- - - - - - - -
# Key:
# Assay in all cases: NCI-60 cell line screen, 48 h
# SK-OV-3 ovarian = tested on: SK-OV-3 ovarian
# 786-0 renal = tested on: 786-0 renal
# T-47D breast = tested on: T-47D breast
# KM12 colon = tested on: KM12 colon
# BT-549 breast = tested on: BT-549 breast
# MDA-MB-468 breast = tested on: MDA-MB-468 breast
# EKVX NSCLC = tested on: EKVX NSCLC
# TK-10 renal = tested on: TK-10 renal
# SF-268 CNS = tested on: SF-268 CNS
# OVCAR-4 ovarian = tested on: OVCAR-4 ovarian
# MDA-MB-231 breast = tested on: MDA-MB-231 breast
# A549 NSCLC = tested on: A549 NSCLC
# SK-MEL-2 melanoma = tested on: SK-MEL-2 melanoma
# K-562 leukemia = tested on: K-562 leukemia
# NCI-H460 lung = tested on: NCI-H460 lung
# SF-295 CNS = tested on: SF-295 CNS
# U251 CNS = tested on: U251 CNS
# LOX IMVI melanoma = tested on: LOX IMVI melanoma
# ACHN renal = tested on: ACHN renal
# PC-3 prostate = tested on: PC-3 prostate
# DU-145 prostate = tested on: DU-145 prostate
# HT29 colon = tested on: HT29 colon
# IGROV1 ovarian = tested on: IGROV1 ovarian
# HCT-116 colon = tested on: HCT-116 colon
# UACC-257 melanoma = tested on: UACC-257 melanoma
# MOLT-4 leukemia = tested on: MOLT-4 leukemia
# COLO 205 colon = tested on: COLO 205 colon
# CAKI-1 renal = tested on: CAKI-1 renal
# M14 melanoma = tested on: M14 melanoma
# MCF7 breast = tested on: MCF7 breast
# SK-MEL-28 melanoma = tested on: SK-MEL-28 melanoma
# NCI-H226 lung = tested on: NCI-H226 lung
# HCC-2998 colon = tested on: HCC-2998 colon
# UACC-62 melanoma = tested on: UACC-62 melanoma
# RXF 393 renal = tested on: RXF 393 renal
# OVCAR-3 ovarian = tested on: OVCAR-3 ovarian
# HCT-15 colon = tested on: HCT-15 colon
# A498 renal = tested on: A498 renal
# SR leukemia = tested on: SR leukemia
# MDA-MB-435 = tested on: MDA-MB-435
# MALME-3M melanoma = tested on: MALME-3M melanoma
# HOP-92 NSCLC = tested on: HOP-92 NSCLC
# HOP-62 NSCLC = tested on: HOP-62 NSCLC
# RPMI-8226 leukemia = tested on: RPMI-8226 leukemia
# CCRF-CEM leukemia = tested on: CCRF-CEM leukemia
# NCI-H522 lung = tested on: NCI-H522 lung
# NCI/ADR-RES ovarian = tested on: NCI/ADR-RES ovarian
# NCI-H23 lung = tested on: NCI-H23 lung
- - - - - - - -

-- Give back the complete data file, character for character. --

# Key:
# Assay in all cases: NCI-60 cell line screen, 48 h
# SK-OV-3 ovarian = tested on: SK-OV-3 ovarian
# 786-0 renal = tested on: 786-0 renal
# T-47D breast = tested on: T-47D breast
# KM12 colon = tested on: KM12 colon
# BT-549 breast = tested on: BT-549 breast
# MDA-MB-468 breast = tested on: MDA-MB-468 breast
# EKVX NSCLC = tested on: EKVX NSCLC
# TK-10 renal = tested on: TK-10 renal
# SF-268 CNS = tested on: SF-268 CNS
# OVCAR-4 ovarian = tested on: OVCAR-4 ovarian
# MDA-MB-231 breast = tested on: MDA-MB-231 breast
# A549 NSCLC = tested on: A549 NSCLC
# SK-MEL-2 melanoma = tested on: SK-MEL-2 melanoma
# K-562 leukemia = tested on: K-562 leukemia
# NCI-H460 lung = tested on: NCI-H460 lung
# SF-295 CNS = tested on: SF-295 CNS
# U251 CNS = tested on: U251 CNS
# LOX IMVI melanoma = tested on: LOX IMVI melanoma
# ACHN renal = tested on: ACHN renal
# PC-3 prostate = tested on: PC-3 prostate
# DU-145 prostate = tested on: DU-145 prostate
# HT29 colon = tested on: HT29 colon
# IGROV1 ovarian = tested on: IGROV1 ovarian
# HCT-116 colon = tested on: HCT-116 colon
# UACC-257 melanoma = tested on: UACC-257 melanoma
# MOLT-4 leukemia = tested on: MOLT-4 leukemia
# COLO 205 colon = tested on: COLO 205 colon
# CAKI-1 renal = tested on: CAKI-1 renal
# M14 melanoma = tested on: M14 melanoma
# MCF7 breast = tested on: MCF7 breast
# SK-MEL-28 melanoma = tested on: SK-MEL-28 melanoma
# NCI-H226 lung = tested on: NCI-H226 lung
# HCC-2998 colon = tested on: HCC-2998 colon
# UACC-62 melanoma = tested on: UACC-62 melanoma
# RXF 393 renal = tested on: RXF 393 renal
# OVCAR-3 ovarian = tested on: OVCAR-3 ovarian
# HCT-15 colon = tested on: HCT-15 colon
# A498 renal = tested on: A498 renal
# SR leukemia = tested on: SR leukemia
# MDA-MB-435 = tested on: MDA-MB-435
# MALME-3M melanoma = tested on: MALME-3M melanoma
# HOP-92 NSCLC = tested on: HOP-92 NSCLC
# HOP-62 NSCLC = tested on: HOP-62 NSCLC
# RPMI-8226 leukemia = tested on: RPMI-8226 leukemia
# CCRF-CEM leukemia = tested on: CCRF-CEM leukemia
# NCI-H522 lung = tested on: NCI-H522 lung
# NCI/ADR-RES ovarian = tested on: NCI/ADR-RES ovarian
# NCI-H23 lung = tested on: NCI-H23 lung